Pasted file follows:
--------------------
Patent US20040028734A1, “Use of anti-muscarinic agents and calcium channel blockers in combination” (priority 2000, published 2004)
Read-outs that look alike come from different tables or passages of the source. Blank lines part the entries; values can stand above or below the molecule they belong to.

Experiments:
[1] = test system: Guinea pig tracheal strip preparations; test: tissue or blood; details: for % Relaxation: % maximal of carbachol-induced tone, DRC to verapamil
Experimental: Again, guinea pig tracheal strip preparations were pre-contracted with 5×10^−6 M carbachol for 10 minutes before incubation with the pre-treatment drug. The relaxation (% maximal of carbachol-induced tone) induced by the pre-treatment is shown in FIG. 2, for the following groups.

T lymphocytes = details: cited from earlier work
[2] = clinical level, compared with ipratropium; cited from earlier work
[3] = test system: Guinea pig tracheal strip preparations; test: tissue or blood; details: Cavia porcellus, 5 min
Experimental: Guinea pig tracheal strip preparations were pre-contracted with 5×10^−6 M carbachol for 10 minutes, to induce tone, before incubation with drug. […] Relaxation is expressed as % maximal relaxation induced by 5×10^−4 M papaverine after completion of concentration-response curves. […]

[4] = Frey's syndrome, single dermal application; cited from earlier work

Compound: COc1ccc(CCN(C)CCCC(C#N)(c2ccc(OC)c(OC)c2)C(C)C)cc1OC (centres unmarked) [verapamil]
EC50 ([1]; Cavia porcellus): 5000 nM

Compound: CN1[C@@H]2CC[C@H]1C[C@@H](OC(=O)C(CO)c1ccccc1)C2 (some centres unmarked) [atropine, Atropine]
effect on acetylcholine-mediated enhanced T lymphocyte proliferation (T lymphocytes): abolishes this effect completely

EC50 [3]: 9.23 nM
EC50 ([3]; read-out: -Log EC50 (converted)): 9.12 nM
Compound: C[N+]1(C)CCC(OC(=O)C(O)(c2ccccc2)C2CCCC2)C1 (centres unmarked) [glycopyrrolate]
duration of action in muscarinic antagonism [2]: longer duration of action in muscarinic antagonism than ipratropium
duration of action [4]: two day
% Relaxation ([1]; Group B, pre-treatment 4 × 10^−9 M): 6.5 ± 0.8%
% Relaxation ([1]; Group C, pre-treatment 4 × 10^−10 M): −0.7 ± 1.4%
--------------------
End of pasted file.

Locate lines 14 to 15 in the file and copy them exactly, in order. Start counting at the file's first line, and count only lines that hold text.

effect on acetylcholine-mediated enhanced T lymphocyte proliferation (T lymphocytes): abolishes this effect completely

EC50 [3]: 9.23 nM